Stay At Home Dads Still Do Less Housework Than Mums
- Parents Only
By: Alex Harmon, ellaslist
While it's great to see more and more dads are choosing to stay at home and become the full-time carers of their children, a new report suggests that they are still leaving the brunt of the housework to their working wives and partners.
There are now 75,000 stay-at-home dads across the country, the Australian Institute of Family Studies (AIFS) research found, which compared to 1981 when there was only 30,000 doing the same, is a huge improvement.
However, it has been revealed that they actually do less of the childcare than their counterparts, meaning when both parents are home, Mums are taking over the duties while Dad takes a backseat. Dads are also slacking off in the the housework department, the report says, meaning their working wives are coming home to do that after a hard day's work too.
“In stay-at-home-dad families, dads spent an average of 19 hours a week on childcare, while the ‘working’ mothers also spent 21 hours on childcare,” researcher Dr Jennifer Baxter said. “Stay-at-home dads spent 28 hours a week on housework, while mothers spent 23 hours — which they managed to combine with an average 35-hour working week paid job.”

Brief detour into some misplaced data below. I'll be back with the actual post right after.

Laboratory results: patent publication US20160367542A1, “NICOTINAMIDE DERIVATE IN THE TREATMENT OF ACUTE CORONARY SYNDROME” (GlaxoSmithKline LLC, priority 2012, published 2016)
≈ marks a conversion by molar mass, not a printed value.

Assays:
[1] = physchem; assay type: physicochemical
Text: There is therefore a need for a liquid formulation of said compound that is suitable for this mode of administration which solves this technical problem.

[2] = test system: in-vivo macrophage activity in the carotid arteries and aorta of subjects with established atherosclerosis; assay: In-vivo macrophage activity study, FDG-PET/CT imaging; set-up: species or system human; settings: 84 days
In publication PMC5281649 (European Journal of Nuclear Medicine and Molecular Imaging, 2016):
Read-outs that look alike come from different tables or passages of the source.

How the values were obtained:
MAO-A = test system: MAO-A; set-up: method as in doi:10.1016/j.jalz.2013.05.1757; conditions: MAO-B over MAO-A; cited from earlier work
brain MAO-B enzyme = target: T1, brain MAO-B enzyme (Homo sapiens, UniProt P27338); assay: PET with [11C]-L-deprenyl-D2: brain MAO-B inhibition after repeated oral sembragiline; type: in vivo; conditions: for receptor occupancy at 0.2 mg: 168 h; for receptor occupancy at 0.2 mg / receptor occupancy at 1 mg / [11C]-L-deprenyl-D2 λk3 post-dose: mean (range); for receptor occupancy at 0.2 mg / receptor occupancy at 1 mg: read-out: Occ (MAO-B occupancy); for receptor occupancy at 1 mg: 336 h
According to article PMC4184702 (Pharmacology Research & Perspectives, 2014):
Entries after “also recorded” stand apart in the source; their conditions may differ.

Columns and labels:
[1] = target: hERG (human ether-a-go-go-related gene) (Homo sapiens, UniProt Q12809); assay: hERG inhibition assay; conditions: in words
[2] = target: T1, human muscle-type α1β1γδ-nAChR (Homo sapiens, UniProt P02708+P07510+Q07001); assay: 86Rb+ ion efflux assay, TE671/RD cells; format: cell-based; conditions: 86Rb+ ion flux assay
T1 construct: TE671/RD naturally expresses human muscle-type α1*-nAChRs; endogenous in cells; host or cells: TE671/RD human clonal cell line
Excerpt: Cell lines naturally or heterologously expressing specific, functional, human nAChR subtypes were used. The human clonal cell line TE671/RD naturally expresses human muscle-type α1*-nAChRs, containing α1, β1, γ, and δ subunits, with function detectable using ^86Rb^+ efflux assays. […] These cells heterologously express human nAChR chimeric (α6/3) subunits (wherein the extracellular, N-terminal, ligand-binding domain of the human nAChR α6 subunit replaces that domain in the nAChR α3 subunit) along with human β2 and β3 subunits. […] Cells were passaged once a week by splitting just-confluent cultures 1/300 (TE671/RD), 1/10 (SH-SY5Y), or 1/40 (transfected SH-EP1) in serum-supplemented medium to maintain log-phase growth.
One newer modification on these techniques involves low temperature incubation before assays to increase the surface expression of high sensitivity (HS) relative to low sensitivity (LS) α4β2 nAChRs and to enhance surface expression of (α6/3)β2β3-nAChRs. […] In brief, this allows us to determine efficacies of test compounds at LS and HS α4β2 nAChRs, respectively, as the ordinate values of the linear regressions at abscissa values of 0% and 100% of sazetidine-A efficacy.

What Are Dads Doing?
The research found the stay-at-home Dads put in longer hours ferrying their children around, and minding them when they were ill, but mums were more likely to help get them dressed (38pc versus 15pc), off to bed (28 per cent versus 16 per cent) and finish their homework (28 per cent versus 21 per cent).
Families with homemaker dads now make up 4 per cent of all heterosexual parent families, compared with 31 per cent of stay-at-home mums, or 495,600 women.
“The fathers tend to be older, with older children and they don’t tend to pick up the full domestic workload to the same extent that stay-at-home mothers traditionally have,” AIFS director Anne Hollonds said.
For many families the cost of childcare and a woman's higher wage kept Dad at home, while for others unemployment and job searching meant Mum went to work.
We Still Have Big Respect For SAHD's
Even if they're not all mopping the floors while bub naps! Attitudes about whether the kids were alright with Mum bringing home the bacon were shown to be positive in the study: around half (57% of mothers and 50% of fathers) agreed that children will do just as well. Very few disagreed (6-7% of mothers and fathers).
But sadly we still keep hearing in the news about dads getting funny looks in changing rooms or even cheered on for doing what most Mums do every day without a ticker tape parade. It's sad that Dads still have to explain themselves when they're seen walking the pram to the park. "Got the day off today?" is not an uncommon question to a Dad pushing his kid on a swing at the playground on a weekday. While there's a lot more SAHD's than there was 50 years ago, some of the old-fashioned attitudes towards these Dads still linger.